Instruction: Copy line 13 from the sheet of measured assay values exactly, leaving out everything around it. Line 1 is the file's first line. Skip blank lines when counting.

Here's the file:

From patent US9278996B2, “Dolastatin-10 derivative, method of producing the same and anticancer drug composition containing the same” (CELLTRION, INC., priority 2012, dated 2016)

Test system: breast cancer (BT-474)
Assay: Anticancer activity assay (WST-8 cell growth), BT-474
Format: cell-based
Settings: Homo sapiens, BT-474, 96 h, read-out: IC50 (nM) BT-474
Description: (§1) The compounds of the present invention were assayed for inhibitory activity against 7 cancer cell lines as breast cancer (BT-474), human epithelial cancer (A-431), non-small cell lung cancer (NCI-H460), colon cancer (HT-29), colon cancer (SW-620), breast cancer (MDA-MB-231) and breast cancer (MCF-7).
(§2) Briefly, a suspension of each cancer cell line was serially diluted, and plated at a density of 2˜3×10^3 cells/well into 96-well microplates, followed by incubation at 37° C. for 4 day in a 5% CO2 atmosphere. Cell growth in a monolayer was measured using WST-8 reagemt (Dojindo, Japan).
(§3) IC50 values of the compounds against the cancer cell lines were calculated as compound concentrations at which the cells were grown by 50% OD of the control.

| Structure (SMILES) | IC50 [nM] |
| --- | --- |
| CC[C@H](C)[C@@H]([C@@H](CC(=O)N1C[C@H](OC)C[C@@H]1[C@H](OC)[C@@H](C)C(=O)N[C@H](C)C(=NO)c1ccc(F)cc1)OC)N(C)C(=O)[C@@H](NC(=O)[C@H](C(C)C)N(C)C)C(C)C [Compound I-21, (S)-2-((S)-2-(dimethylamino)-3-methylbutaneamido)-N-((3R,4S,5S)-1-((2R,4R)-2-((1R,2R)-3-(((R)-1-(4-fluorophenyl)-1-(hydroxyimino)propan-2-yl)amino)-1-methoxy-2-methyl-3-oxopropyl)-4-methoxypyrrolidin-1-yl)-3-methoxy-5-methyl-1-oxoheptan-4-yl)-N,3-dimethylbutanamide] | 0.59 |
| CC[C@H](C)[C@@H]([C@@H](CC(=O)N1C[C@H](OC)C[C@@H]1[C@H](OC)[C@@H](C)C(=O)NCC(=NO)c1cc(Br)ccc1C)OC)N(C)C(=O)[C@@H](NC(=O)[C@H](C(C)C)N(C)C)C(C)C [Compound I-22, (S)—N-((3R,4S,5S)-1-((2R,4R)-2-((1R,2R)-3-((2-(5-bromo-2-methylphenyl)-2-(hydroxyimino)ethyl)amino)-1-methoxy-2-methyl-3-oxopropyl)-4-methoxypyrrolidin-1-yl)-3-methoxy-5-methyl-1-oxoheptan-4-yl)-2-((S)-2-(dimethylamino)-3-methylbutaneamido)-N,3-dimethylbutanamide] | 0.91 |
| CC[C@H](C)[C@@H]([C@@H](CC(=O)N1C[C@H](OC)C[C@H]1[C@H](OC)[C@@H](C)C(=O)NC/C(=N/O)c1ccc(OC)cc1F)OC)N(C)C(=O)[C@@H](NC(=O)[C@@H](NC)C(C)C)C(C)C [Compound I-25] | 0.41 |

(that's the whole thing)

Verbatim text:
| CC[C@H](C)[C@@H]([C@@H](CC(=O)N1C[C@H](OC)C[C@H]1[C@H](OC)[C@@H](C)C(=O)NC/C(=N/O)c1ccc(OC)cc1F)OC)N(C)C(=O)[C@@H](NC(=O)[C@@H](NC)C(C)C)C(C)C [Compound I-25] | 0.41 |